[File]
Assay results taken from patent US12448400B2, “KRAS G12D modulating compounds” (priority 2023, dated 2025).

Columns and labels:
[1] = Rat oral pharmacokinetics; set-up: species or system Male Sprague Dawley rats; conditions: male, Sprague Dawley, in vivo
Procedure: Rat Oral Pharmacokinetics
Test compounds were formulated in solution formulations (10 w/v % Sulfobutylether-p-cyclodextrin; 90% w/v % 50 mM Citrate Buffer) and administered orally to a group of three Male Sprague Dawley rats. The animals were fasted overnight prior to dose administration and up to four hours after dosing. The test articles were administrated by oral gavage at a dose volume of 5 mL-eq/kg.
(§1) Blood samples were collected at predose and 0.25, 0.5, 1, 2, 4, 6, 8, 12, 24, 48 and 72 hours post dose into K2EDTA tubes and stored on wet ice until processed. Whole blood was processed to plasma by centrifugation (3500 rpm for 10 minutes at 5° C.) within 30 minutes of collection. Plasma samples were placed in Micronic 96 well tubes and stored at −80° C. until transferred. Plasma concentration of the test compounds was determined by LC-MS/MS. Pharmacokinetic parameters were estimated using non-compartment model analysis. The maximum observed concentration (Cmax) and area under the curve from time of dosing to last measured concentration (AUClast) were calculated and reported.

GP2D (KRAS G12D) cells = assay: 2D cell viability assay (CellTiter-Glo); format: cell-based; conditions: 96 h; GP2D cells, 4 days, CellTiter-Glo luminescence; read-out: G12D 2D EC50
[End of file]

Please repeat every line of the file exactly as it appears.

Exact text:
Assay results taken from patent US12448400B2, “KRAS G12D modulating compounds” (priority 2023, dated 2025).

Columns and labels:
[1] = Rat oral pharmacokinetics; set-up: species or system Male Sprague Dawley rats; conditions: male, Sprague Dawley, in vivo
Procedure: Rat Oral Pharmacokinetics
Test compounds were formulated in solution formulations (10 w/v % Sulfobutylether-p-cyclodextrin; 90% w/v % 50 mM Citrate Buffer) and administered orally to a group of three Male Sprague Dawley rats. The animals were fasted overnight prior to dose administration and up to four hours after dosing. The test articles were administrated by oral gavage at a dose volume of 5 mL-eq/kg.
(§1) Blood samples were collected at predose and 0.25, 0.5, 1, 2, 4, 6, 8, 12, 24, 48 and 72 hours post dose into K2EDTA tubes and stored on wet ice until processed. Whole blood was processed to plasma by centrifugation (3500 rpm for 10 minutes at 5° C.) within 30 minutes of collection. Plasma samples were placed in Micronic 96 well tubes and stored at −80° C. until transferred. Plasma concentration of the test compounds was determined by LC-MS/MS. Pharmacokinetic parameters were estimated using non-compartment model analysis. The maximum observed concentration (Cmax) and area under the curve from time of dosing to last measured concentration (AUClast) were calculated and reported.

GP2D (KRAS G12D) cells = assay: 2D cell viability assay (CellTiter-Glo); format: cell-based; conditions: 96 h; GP2D cells, 4 days, CellTiter-Glo luminescence; read-out: G12D 2D EC50